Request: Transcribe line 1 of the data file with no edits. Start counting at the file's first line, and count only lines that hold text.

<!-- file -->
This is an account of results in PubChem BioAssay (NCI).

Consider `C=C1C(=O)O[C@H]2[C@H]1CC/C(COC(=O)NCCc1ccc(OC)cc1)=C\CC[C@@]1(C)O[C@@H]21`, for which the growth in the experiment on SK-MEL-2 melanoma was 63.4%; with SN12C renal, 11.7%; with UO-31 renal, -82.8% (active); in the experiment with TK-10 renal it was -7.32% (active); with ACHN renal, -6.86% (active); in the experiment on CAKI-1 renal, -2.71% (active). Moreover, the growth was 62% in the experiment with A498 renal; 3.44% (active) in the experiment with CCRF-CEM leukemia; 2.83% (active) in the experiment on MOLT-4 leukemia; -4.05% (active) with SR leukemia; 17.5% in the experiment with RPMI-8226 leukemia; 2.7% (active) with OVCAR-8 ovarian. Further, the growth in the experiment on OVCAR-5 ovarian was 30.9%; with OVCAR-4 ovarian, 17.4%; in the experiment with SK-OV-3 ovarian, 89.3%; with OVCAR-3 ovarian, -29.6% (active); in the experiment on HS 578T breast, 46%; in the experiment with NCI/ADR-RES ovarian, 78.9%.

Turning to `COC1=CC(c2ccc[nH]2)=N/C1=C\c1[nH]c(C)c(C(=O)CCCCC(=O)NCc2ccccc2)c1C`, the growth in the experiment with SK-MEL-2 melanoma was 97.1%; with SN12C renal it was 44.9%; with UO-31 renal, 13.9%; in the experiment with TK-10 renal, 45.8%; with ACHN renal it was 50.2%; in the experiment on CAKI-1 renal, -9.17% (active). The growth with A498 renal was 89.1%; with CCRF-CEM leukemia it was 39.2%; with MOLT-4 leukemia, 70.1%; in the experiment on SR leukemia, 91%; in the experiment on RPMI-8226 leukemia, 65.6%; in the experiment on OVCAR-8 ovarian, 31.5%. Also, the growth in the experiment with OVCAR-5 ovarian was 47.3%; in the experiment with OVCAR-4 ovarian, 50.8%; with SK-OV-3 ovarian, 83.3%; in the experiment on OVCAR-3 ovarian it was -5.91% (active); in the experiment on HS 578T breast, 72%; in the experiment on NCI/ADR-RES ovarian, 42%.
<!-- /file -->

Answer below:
This is an account of results in PubChem BioAssay (NCI).